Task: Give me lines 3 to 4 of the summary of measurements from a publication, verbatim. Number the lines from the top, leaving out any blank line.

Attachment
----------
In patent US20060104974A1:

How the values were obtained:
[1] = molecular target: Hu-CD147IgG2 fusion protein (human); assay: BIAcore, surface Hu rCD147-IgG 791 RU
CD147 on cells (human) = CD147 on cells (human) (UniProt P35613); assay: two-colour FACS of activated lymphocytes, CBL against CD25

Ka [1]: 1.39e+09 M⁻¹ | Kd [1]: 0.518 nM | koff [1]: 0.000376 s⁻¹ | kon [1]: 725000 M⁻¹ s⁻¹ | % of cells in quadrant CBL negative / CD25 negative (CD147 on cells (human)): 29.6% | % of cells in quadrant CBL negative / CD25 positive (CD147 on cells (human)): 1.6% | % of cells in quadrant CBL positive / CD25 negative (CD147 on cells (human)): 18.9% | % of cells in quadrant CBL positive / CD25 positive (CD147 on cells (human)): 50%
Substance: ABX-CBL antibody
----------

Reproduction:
[1] = molecular target: Hu-CD147IgG2 fusion protein (human); assay: BIAcore, surface Hu rCD147-IgG 791 RU
CD147 on cells (human) = CD147 on cells (human) (UniProt P35613); assay: two-colour FACS of activated lymphocytes, CBL against CD25